Businesses in the Mantua Station Brick Commercial District
Location of Mantua, Ohio
Location within Portage County
|• Total||1.42 sq mi (3.68 km2)|
|• Land||1.40 sq mi (3.63 km2)|
|• Water||0.02 sq mi (0.05 km2)|
|Elevation||1,148 ft (350 m)|
| • Estimate |
|• Density||745.0/sq mi (287.6/km2)|
|Time zone||UTC-5 (Eastern (EST))|
|• Summer (DST)||UTC-4 (EDT)|
|GNIS feature ID||1061147|
Mantua (// MAN-ə-way) is a village in Portage County, Ohio, United States. It was formed from portions of Mantua Township in the Connecticut Western Reserve. The population was 1,043 at the 2010 census. It is part of the Akron Metropolitan Statistical Area.
The first settlers came to Mantua Township in 1798. The area that eventually became the village of Mantua was laid out in the 1840s as Mantua Station, a stop on the Cleveland and Mahoning Valley Railroad. It was incorporated as Mantua in 1898. Like the township, the village is named after the Italian city of Mantua in honor of Napoleon, who had captured Mantua in early 1797 at the end of the Siege of Mantua.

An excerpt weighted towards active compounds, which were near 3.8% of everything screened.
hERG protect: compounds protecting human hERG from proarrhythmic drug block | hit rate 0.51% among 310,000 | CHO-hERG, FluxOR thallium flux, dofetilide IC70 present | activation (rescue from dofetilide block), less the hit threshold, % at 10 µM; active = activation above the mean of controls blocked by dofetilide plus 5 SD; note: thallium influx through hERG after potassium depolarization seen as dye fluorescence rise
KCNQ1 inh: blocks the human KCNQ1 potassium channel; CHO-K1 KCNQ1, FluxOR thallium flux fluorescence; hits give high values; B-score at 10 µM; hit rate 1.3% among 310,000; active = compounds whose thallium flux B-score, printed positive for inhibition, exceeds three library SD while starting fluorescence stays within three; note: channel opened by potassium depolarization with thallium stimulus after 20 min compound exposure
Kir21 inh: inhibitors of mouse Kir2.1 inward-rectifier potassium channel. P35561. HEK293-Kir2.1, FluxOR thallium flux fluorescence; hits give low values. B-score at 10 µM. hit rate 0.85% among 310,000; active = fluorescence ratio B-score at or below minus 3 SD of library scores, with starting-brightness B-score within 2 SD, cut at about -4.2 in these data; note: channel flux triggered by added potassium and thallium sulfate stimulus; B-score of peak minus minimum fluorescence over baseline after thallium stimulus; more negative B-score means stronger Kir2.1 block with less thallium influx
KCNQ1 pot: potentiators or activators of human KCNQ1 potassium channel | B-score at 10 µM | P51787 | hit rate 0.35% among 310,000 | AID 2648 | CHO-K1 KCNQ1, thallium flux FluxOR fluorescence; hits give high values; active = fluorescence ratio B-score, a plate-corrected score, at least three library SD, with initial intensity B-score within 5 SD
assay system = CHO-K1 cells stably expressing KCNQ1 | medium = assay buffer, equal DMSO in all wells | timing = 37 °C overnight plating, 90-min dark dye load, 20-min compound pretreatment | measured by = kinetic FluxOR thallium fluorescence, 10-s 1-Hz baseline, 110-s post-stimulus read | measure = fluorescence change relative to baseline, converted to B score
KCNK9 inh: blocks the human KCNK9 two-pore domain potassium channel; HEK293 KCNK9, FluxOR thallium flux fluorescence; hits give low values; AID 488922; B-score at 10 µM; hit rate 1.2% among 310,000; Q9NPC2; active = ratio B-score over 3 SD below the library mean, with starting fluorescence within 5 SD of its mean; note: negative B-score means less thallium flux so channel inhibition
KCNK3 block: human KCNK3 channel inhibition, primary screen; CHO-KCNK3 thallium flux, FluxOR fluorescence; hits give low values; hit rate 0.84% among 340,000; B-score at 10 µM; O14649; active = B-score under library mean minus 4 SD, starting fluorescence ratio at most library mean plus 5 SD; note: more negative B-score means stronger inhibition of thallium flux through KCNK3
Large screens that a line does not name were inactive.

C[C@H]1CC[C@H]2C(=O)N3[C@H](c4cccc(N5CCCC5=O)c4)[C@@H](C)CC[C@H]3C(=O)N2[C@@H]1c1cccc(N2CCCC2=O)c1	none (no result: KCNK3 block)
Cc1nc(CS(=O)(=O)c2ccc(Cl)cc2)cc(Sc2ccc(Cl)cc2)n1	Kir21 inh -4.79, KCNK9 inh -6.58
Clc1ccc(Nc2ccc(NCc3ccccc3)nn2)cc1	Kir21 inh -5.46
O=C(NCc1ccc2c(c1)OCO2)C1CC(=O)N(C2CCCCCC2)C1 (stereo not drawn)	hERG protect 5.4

According to the United States Census Bureau, the village has a total area of 1.42 square miles (3.68 km2), of which 1.40 square miles (3.63 km2) is land and 0.02 square miles (0.05 km2) is water. The Cuyahoga River flows through the southern part of the village.
|U.S. Decennial Census|
As of the census of 2010, there were 1,043 people, 451 households, and 267 families residing in the village. The population density was 745.0 inhabitants per square mile (287.6/km2). There were 477 housing units at an average density of 340.7 per square mile (131.5/km2). The racial makeup of the village was 98.2% White, 0.3% African American, 0.1% Native American, 0.1% Asian, 0.1% Pacific Islander, and 1.2% from two or more races. Hispanic or Latino of any race were 0.5% of the population.